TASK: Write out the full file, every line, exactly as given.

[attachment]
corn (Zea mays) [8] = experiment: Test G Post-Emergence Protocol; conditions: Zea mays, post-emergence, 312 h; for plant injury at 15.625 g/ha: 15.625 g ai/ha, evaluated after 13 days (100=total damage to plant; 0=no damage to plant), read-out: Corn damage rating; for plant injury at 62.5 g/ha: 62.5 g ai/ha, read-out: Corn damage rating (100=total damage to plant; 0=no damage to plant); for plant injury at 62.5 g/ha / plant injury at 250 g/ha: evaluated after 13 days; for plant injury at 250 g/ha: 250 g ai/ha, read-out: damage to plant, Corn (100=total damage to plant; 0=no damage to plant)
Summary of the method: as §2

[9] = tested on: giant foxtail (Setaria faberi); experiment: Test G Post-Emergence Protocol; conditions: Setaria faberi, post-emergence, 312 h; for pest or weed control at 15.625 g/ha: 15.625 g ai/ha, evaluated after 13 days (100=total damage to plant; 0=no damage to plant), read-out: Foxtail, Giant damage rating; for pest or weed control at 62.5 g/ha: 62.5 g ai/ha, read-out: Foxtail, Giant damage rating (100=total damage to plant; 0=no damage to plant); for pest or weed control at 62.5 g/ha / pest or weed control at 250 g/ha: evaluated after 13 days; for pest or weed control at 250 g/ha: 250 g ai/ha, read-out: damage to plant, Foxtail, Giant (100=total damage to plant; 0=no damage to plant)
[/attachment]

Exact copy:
corn (Zea mays) [8] = experiment: Test G Post-Emergence Protocol; conditions: Zea mays, post-emergence, 312 h; for plant injury at 15.625 g/ha: 15.625 g ai/ha, evaluated after 13 days (100=total damage to plant; 0=no damage to plant), read-out: Corn damage rating; for plant injury at 62.5 g/ha: 62.5 g ai/ha, read-out: Corn damage rating (100=total damage to plant; 0=no damage to plant); for plant injury at 62.5 g/ha / plant injury at 250 g/ha: evaluated after 13 days; for plant injury at 250 g/ha: 250 g ai/ha, read-out: damage to plant, Corn (100=total damage to plant; 0=no damage to plant)
Summary of the method: as §2

[9] = tested on: giant foxtail (Setaria faberi); experiment: Test G Post-Emergence Protocol; conditions: Setaria faberi, post-emergence, 312 h; for pest or weed control at 15.625 g/ha: 15.625 g ai/ha, evaluated after 13 days (100=total damage to plant; 0=no damage to plant), read-out: Foxtail, Giant damage rating; for pest or weed control at 62.5 g/ha: 62.5 g ai/ha, read-out: Foxtail, Giant damage rating (100=total damage to plant; 0=no damage to plant); for pest or weed control at 62.5 g/ha / pest or weed control at 250 g/ha: evaluated after 13 days; for pest or weed control at 250 g/ha: 250 g ai/ha, read-out: damage to plant, Foxtail, Giant (100=total damage to plant; 0=no damage to plant)